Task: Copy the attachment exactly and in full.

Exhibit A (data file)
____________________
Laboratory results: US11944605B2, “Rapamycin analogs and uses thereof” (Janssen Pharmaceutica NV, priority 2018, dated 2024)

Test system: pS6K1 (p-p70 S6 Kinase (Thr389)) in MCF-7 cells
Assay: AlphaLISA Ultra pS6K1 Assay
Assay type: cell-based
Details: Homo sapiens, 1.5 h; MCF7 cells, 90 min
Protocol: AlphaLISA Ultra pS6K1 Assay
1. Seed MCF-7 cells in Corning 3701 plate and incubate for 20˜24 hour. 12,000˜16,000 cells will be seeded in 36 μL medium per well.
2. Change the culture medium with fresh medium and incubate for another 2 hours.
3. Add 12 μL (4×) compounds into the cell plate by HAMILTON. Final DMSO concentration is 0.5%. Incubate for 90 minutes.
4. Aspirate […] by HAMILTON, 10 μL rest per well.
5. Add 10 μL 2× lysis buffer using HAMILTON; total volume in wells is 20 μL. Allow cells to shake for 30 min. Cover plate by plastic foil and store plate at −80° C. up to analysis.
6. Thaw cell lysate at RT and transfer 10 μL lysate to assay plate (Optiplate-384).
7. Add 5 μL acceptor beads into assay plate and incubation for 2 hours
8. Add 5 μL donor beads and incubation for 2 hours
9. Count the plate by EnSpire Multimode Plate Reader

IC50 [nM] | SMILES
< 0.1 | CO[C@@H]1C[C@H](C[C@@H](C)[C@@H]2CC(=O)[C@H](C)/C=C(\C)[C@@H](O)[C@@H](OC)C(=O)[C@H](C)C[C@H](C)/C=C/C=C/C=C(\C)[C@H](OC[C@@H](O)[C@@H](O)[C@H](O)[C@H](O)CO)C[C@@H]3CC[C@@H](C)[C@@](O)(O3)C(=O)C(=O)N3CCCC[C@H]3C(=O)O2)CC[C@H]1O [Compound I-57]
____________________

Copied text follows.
Laboratory results: US11944605B2, “Rapamycin analogs and uses thereof” (Janssen Pharmaceutica NV, priority 2018, dated 2024)

Test system: pS6K1 (p-p70 S6 Kinase (Thr389)) in MCF-7 cells
Assay: AlphaLISA Ultra pS6K1 Assay
Assay type: cell-based
Details: Homo sapiens, 1.5 h; MCF7 cells, 90 min
Protocol: AlphaLISA Ultra pS6K1 Assay
1. Seed MCF-7 cells in Corning 3701 plate and incubate for 20˜24 hour. 12,000˜16,000 cells will be seeded in 36 μL medium per well.
2. Change the culture medium with fresh medium and incubate for another 2 hours.
3. Add 12 μL (4×) compounds into the cell plate by HAMILTON. Final DMSO concentration is 0.5%. Incubate for 90 minutes.
4. Aspirate […] by HAMILTON, 10 μL rest per well.
5. Add 10 μL 2× lysis buffer using HAMILTON; total volume in wells is 20 μL. Allow cells to shake for 30 min. Cover plate by plastic foil and store plate at −80° C. up to analysis.
6. Thaw cell lysate at RT and transfer 10 μL lysate to assay plate (Optiplate-384).
7. Add 5 μL acceptor beads into assay plate and incubation for 2 hours
8. Add 5 μL donor beads and incubation for 2 hours
9. Count the plate by EnSpire Multimode Plate Reader

IC50 [nM] | SMILES
< 0.1 | CO[C@@H]1C[C@H](C[C@@H](C)[C@@H]2CC(=O)[C@H](C)/C=C(\C)[C@@H](O)[C@@H](OC)C(=O)[C@H](C)C[C@H](C)/C=C/C=C/C=C(\C)[C@H](OC[C@@H](O)[C@@H](O)[C@H](O)[C@H](O)CO)C[C@@H]3CC[C@@H](C)[C@@](O)(O3)C(=O)C(=O)N3CCCC[C@H]3C(=O)O2)CC[C@H]1O [Compound I-57]